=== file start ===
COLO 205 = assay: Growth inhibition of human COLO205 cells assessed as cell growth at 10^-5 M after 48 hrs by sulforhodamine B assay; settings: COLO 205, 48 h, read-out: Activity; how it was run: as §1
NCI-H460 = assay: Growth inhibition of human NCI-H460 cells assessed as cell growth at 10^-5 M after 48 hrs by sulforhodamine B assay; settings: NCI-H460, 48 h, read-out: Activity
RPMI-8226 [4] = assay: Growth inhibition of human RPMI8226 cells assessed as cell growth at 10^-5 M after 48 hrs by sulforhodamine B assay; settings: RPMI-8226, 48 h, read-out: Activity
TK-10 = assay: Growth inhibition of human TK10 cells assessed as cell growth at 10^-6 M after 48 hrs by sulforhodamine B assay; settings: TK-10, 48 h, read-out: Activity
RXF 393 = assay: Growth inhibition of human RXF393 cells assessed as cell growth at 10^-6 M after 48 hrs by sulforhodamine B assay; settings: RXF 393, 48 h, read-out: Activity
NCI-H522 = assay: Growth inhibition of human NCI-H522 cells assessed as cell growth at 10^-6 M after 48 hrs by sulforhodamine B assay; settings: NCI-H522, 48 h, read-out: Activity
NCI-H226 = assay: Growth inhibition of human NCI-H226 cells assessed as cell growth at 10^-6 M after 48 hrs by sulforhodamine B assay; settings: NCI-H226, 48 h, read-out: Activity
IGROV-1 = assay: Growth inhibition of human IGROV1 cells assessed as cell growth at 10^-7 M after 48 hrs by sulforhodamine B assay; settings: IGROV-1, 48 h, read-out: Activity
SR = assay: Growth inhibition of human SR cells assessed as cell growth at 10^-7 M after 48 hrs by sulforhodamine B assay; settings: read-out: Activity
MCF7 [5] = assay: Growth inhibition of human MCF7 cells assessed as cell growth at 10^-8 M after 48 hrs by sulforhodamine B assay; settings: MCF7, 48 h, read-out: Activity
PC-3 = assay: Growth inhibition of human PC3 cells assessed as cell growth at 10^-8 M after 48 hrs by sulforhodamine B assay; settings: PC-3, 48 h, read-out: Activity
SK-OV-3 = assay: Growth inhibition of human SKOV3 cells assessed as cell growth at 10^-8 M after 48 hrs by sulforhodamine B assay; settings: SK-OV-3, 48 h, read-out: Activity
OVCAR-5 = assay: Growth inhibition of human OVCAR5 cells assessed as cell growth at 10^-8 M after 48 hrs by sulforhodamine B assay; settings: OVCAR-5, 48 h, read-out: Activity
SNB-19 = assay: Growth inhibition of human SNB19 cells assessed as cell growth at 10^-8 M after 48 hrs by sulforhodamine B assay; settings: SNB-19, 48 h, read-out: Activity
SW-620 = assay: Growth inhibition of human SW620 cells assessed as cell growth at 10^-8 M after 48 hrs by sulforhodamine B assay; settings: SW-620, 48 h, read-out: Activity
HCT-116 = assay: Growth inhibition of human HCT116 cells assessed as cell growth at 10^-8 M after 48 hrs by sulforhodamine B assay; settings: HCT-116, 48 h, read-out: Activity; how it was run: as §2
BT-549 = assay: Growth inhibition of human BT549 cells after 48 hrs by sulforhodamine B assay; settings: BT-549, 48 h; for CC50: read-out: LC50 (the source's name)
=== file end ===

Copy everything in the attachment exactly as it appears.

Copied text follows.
COLO 205 = assay: Growth inhibition of human COLO205 cells assessed as cell growth at 10^-5 M after 48 hrs by sulforhodamine B assay; settings: COLO 205, 48 h, read-out: Activity; how it was run: as §1
NCI-H460 = assay: Growth inhibition of human NCI-H460 cells assessed as cell growth at 10^-5 M after 48 hrs by sulforhodamine B assay; settings: NCI-H460, 48 h, read-out: Activity
RPMI-8226 [4] = assay: Growth inhibition of human RPMI8226 cells assessed as cell growth at 10^-5 M after 48 hrs by sulforhodamine B assay; settings: RPMI-8226, 48 h, read-out: Activity
TK-10 = assay: Growth inhibition of human TK10 cells assessed as cell growth at 10^-6 M after 48 hrs by sulforhodamine B assay; settings: TK-10, 48 h, read-out: Activity
RXF 393 = assay: Growth inhibition of human RXF393 cells assessed as cell growth at 10^-6 M after 48 hrs by sulforhodamine B assay; settings: RXF 393, 48 h, read-out: Activity
NCI-H522 = assay: Growth inhibition of human NCI-H522 cells assessed as cell growth at 10^-6 M after 48 hrs by sulforhodamine B assay; settings: NCI-H522, 48 h, read-out: Activity
NCI-H226 = assay: Growth inhibition of human NCI-H226 cells assessed as cell growth at 10^-6 M after 48 hrs by sulforhodamine B assay; settings: NCI-H226, 48 h, read-out: Activity
IGROV-1 = assay: Growth inhibition of human IGROV1 cells assessed as cell growth at 10^-7 M after 48 hrs by sulforhodamine B assay; settings: IGROV-1, 48 h, read-out: Activity
SR = assay: Growth inhibition of human SR cells assessed as cell growth at 10^-7 M after 48 hrs by sulforhodamine B assay; settings: read-out: Activity
MCF7 [5] = assay: Growth inhibition of human MCF7 cells assessed as cell growth at 10^-8 M after 48 hrs by sulforhodamine B assay; settings: MCF7, 48 h, read-out: Activity
PC-3 = assay: Growth inhibition of human PC3 cells assessed as cell growth at 10^-8 M after 48 hrs by sulforhodamine B assay; settings: PC-3, 48 h, read-out: Activity
SK-OV-3 = assay: Growth inhibition of human SKOV3 cells assessed as cell growth at 10^-8 M after 48 hrs by sulforhodamine B assay; settings: SK-OV-3, 48 h, read-out: Activity
OVCAR-5 = assay: Growth inhibition of human OVCAR5 cells assessed as cell growth at 10^-8 M after 48 hrs by sulforhodamine B assay; settings: OVCAR-5, 48 h, read-out: Activity
SNB-19 = assay: Growth inhibition of human SNB19 cells assessed as cell growth at 10^-8 M after 48 hrs by sulforhodamine B assay; settings: SNB-19, 48 h, read-out: Activity
SW-620 = assay: Growth inhibition of human SW620 cells assessed as cell growth at 10^-8 M after 48 hrs by sulforhodamine B assay; settings: SW-620, 48 h, read-out: Activity
HCT-116 = assay: Growth inhibition of human HCT116 cells assessed as cell growth at 10^-8 M after 48 hrs by sulforhodamine B assay; settings: HCT-116, 48 h, read-out: Activity; how it was run: as §2
BT-549 = assay: Growth inhibition of human BT549 cells after 48 hrs by sulforhodamine B assay; settings: BT-549, 48 h; for CC50: read-out: LC50 (the source's name)